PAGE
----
Anatomy of the Monocotyledons
A monographic reference work providing data on vegetative anatomy in a comprehensive range of monocotyledons
The nine volumes of Anatomy of the Monocotyledons published.
The monographic volume series Anatomy of the Monocotyledons was initiated by Charles Metcalfe, former Keeper of the Jodrell Laboratory, as a companion to the Anatomy of the Dicotyledons volume series. Following Metcalfe’s retirement, Mary Gregory and David Cutler subsequently took over as editors; they have continued to perform this role since their retirements from the core staff (in 1992 and 1999, respectively). Individual volumes authored by contributors from around the world are edited at Kew.
The series focuses on providing detailed comparative descriptions of vegetative anatomy (leaf, petiole, stem, wood and sometimes root, rhizome, bulbil and tuber) arranged in a systematic context using up-to-date classifications. Descriptions are supplemented by illustrations including line drawings, and since 1982, light and scanning electron micrographs. Relevant literature is reviewed, supported by the Plant Micromorphology Bibliographic Database. In some volumes, a summary of diagnostic characters is included.
All volumes to date have been published by Oxford University Press (OUP). The first volume (1960) covered Poaceae (Gramineae), and most recently (volume 9; 2003), Acoraceae and Araceae. No books have been published since the 2003 volume on Araceae, but a book proposal was submitted to OUP in August 2011 for volume 10 (Orchidaceae; lead author: Stern). Other planned volumes include Asparagales and Liliales (lead author: Cutler), Pandanales (lead author: Behnke) and commelinid monocots (lead author: Simpson).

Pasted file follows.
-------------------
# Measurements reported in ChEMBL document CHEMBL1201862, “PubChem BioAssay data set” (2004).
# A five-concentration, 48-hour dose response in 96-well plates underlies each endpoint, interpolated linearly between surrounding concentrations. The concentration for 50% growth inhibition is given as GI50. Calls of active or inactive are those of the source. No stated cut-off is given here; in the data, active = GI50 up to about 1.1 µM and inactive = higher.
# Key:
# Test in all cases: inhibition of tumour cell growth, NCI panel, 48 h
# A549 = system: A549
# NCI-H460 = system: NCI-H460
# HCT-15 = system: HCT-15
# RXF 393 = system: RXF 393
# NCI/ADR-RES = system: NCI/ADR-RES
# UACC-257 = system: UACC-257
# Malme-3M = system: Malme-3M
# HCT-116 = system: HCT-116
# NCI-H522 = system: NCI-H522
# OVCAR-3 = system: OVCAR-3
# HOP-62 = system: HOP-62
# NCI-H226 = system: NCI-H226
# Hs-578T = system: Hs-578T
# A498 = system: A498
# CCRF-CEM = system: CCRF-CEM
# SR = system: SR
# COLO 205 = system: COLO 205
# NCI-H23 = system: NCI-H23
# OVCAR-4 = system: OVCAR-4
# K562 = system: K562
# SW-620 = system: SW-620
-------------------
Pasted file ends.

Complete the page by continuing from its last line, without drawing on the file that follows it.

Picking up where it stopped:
The value of the project is that it utilises Kew’s unrivalled resources in living plant material, library and bibligraphic databases, and international connections to produce a reference work.
Project partners and collaborators
Nanuza L. de Menezes (Universidade do Sao Paulo) (Velloziaceae)
H.-D. Behnke (University of Heidelberg) (Pandanales)
Alec M. Pridgeon (Kew Sainsbury orchid fellow stationed in Florida)
Robert Faden (Smithsonian Institution, Washington) (Commelinaceae)
Mike Simpson (San Diego State University, California) (Haemodoraceae)
William L. Stern (University of Florida) (orchids)
Dennis Stevenson (New York Botanical Garden) (US series editor)